Want to read a fun book about space? Welcome to Professor Astro Cat’s Space Rockets. This is a fun book that introduces vocabulary words, such as astronaut and space probes. The book also breaks down the concept of gravity and the stages of a rocket launch. Read along and get ready to fly off into space!
Goodnight Constellations by Rachel McAlister
This wonderful board book illustrates the constellations. For example, Orion is shown using his bow to sprinkle stars in the sky. Taurus looks like he is ready to sleep and Leo roars like a big lion. If you and your child like to stargaze you can look for these constellations by looking at the night sky after you have read this fun book!
Solar System by Jill McDonald
This is another wonderful board book that introduces children to the solar system. Young scholars will learn that Venus is the brightest planet, and that astronauts have left their footprints on the moon.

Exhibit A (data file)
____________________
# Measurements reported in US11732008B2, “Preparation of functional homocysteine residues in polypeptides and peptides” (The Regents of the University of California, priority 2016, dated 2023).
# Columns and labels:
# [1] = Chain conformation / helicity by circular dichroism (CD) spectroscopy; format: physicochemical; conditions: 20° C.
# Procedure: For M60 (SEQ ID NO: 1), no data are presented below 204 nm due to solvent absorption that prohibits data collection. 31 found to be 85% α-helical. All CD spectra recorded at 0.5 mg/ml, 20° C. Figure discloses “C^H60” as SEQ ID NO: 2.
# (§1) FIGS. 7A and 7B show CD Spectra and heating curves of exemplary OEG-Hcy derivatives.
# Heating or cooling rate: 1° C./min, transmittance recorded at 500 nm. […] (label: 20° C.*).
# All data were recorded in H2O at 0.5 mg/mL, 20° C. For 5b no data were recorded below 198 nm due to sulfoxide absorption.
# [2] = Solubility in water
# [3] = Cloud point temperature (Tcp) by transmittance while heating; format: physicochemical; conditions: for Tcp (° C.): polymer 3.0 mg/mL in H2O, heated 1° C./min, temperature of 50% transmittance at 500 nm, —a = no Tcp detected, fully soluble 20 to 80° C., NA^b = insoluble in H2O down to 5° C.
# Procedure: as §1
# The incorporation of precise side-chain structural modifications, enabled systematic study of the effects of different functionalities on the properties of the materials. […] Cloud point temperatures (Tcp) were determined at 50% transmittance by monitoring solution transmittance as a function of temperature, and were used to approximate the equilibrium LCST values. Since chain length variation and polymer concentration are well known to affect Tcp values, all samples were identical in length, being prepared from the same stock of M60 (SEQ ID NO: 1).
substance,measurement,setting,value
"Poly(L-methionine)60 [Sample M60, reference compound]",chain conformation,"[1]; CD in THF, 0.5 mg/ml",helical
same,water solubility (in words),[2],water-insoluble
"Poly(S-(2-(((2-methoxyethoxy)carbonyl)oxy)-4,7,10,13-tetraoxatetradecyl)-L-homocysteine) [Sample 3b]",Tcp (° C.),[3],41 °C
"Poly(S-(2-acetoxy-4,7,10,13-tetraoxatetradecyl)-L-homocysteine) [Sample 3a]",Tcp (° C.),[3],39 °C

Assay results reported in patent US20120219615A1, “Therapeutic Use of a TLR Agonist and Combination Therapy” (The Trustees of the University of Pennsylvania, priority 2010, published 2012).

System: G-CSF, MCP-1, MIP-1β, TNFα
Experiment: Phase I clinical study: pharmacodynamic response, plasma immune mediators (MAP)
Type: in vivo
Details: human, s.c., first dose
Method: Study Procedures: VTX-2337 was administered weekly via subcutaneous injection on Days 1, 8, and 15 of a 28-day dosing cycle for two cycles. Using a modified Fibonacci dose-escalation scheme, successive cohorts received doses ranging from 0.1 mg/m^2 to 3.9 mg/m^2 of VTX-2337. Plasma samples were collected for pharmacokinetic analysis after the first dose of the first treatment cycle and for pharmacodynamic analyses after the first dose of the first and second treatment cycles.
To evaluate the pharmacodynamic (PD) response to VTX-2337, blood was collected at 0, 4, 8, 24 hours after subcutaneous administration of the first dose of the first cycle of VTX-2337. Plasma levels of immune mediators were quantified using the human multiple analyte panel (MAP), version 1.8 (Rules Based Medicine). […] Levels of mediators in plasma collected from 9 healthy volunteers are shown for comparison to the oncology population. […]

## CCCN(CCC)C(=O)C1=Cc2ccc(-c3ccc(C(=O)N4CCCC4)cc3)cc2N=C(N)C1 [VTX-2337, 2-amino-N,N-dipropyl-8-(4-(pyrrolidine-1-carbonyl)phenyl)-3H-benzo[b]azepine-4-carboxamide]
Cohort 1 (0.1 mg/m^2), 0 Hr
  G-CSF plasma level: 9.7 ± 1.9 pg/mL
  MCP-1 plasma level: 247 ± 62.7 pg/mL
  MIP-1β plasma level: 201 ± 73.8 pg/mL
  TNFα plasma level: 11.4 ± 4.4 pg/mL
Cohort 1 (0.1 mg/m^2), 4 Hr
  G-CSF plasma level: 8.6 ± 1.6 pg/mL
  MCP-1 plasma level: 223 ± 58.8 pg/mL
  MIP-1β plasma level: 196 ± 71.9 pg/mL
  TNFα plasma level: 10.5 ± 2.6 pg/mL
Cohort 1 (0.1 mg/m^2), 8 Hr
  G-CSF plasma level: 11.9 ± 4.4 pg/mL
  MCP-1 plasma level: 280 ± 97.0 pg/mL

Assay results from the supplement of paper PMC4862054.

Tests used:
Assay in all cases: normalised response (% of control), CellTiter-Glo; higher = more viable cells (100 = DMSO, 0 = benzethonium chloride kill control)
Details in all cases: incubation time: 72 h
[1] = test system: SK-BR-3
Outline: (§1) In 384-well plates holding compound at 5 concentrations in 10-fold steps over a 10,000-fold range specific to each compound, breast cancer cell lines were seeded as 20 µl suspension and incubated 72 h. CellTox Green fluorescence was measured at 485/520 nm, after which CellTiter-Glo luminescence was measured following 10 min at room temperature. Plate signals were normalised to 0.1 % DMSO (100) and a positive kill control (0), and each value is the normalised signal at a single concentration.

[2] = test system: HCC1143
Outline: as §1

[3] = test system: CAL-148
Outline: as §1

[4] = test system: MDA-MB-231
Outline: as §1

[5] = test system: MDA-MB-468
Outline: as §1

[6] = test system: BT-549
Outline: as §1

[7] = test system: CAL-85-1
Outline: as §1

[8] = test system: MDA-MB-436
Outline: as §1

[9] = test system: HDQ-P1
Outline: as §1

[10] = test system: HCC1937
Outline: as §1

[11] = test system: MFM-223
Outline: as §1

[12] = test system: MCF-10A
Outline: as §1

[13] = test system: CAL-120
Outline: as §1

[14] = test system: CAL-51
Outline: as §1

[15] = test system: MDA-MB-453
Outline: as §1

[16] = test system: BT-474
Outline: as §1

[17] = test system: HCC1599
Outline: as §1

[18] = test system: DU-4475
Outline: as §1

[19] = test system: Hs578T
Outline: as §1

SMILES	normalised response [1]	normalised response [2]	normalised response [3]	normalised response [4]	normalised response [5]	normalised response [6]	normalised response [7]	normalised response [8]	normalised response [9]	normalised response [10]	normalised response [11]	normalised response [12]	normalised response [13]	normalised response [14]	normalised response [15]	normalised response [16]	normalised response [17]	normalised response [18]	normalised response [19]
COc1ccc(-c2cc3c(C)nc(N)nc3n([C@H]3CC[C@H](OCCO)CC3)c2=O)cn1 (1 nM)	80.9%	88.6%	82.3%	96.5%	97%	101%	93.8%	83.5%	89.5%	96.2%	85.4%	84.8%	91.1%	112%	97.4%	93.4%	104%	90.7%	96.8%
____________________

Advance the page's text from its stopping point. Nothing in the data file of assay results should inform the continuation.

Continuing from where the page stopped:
Mae Among The Stars by Roda Ahmed
Meet Mae, a dreamer and a brave little girl. She wants to become an astronaut and her mother tells her that she can be anything she wants to be! Mae reads about space, and draws pictures about space. She even makes an astronaut costume! Mae is convinced that she can make her dream come true even if people try to discourage her. Will Mae wave to her parents from space? Read this inspiring true story to find out.
Ada Twist, Scientist by Andrea Beaty
Ada has a lot of questions about the world around her. Why does it tick? She asked and her parents wondered how to help Ada and her brilliant mind. Even her teacher allowed Ada to make a mess as she created…she was a young chemist! Ada asked more questions about the world around her and luckily her parents continued to support her curiosity!
Max and the Tag-Along Moon by Floyd Cooper
Max and his grandpa have a special bond. When Max points out the moon one night, Grandpa says the moon will always shine for Max. When Max leaves Grandpa’s and takes a trip home, he notices that the moon is tagging along. All through the trees, curves, and roundabout streets, the moon is still there. Would the moon also be there when Grandpa is so far away? A delightful and endearing book.